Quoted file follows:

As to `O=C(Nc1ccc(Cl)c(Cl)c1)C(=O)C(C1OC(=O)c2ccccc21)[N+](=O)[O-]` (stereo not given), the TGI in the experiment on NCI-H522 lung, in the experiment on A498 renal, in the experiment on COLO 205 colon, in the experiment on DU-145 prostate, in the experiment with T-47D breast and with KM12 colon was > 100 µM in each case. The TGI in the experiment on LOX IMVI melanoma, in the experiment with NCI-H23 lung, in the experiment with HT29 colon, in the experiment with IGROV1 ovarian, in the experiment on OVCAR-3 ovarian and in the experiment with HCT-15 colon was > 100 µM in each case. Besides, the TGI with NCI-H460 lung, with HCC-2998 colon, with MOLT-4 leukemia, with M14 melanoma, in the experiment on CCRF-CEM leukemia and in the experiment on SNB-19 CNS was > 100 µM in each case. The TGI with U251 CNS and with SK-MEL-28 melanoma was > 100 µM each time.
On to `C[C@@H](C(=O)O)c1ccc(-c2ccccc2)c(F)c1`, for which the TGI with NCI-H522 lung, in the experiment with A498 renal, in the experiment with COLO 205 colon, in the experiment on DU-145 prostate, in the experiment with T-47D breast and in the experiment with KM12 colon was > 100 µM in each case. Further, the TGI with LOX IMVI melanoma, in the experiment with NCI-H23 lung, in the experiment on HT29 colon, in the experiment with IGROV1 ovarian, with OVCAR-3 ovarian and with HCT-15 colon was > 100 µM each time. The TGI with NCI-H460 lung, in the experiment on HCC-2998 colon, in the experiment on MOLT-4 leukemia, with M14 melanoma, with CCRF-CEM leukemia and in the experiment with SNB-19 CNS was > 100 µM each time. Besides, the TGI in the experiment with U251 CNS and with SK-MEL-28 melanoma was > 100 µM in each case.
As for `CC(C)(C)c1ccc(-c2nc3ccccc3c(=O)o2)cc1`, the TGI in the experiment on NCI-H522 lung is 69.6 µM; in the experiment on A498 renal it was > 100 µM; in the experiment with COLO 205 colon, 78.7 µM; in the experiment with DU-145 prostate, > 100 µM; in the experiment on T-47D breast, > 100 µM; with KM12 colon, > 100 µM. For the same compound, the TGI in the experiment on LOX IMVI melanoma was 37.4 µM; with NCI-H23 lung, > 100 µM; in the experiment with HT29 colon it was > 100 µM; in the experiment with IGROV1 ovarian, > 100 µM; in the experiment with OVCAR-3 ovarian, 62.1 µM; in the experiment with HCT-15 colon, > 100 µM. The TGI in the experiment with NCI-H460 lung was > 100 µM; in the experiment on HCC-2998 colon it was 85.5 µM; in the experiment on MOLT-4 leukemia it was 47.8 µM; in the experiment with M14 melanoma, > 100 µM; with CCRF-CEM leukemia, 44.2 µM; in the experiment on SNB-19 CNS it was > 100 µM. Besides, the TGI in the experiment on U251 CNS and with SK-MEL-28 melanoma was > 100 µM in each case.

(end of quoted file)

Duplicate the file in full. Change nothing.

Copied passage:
As to `O=C(Nc1ccc(Cl)c(Cl)c1)C(=O)C(C1OC(=O)c2ccccc21)[N+](=O)[O-]` (stereo not given), the TGI in the experiment on NCI-H522 lung, in the experiment on A498 renal, in the experiment on COLO 205 colon, in the experiment on DU-145 prostate, in the experiment with T-47D breast and with KM12 colon was > 100 µM in each case. The TGI in the experiment on LOX IMVI melanoma, in the experiment with NCI-H23 lung, in the experiment with HT29 colon, in the experiment with IGROV1 ovarian, in the experiment on OVCAR-3 ovarian and in the experiment with HCT-15 colon was > 100 µM in each case. Besides, the TGI with NCI-H460 lung, with HCC-2998 colon, with MOLT-4 leukemia, with M14 melanoma, in the experiment on CCRF-CEM leukemia and in the experiment on SNB-19 CNS was > 100 µM in each case. The TGI with U251 CNS and with SK-MEL-28 melanoma was > 100 µM each time.
On to `C[C@@H](C(=O)O)c1ccc(-c2ccccc2)c(F)c1`, for which the TGI with NCI-H522 lung, in the experiment with A498 renal, in the experiment with COLO 205 colon, in the experiment on DU-145 prostate, in the experiment with T-47D breast and in the experiment with KM12 colon was > 100 µM in each case. Further, the TGI with LOX IMVI melanoma, in the experiment with NCI-H23 lung, in the experiment on HT29 colon, in the experiment with IGROV1 ovarian, with OVCAR-3 ovarian and with HCT-15 colon was > 100 µM each time. The TGI with NCI-H460 lung, in the experiment on HCC-2998 colon, in the experiment on MOLT-4 leukemia, with M14 melanoma, with CCRF-CEM leukemia and in the experiment with SNB-19 CNS was > 100 µM each time. Besides, the TGI in the experiment with U251 CNS and with SK-MEL-28 melanoma was > 100 µM in each case.
As for `CC(C)(C)c1ccc(-c2nc3ccccc3c(=O)o2)cc1`, the TGI in the experiment on NCI-H522 lung is 69.6 µM; in the experiment on A498 renal it was > 100 µM; in the experiment with COLO 205 colon, 78.7 µM; in the experiment with DU-145 prostate, > 100 µM; in the experiment on T-47D breast, > 100 µM; with KM12 colon, > 100 µM. For the same compound, the TGI in the experiment on LOX IMVI melanoma was 37.4 µM; with NCI-H23 lung, > 100 µM; in the experiment with HT29 colon it was > 100 µM; in the experiment with IGROV1 ovarian, > 100 µM; in the experiment with OVCAR-3 ovarian, 62.1 µM; in the experiment with HCT-15 colon, > 100 µM. The TGI in the experiment with NCI-H460 lung was > 100 µM; in the experiment on HCC-2998 colon it was 85.5 µM; in the experiment on MOLT-4 leukemia it was 47.8 µM; in the experiment with M14 melanoma, > 100 µM; with CCRF-CEM leukemia, 44.2 µM; in the experiment on SNB-19 CNS it was > 100 µM. Besides, the TGI in the experiment on U251 CNS and with SK-MEL-28 melanoma was > 100 µM in each case.